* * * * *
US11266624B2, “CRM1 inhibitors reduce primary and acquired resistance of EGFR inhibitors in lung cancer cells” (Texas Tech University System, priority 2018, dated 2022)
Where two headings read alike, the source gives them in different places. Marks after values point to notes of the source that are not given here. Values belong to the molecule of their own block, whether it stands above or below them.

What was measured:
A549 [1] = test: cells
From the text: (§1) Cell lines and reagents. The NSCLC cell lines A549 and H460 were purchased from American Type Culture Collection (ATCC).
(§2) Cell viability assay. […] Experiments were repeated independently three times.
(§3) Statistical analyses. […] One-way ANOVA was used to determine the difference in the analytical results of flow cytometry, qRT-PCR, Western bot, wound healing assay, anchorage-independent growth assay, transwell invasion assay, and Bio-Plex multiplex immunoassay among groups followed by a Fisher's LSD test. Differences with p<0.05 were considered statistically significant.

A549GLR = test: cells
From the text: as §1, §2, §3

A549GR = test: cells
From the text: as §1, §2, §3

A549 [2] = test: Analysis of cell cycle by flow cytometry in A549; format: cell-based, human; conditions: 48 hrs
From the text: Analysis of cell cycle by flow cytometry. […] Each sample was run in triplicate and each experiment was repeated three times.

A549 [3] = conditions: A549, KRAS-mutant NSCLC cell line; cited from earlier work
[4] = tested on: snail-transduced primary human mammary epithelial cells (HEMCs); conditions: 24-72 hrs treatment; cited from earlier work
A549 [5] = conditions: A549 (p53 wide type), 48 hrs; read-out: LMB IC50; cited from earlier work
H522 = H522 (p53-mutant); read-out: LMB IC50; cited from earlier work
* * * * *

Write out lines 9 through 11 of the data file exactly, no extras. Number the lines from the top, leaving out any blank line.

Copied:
From the text: as §1, §2, §3

A549GR = test: cells
From the text: as §1, §2, §3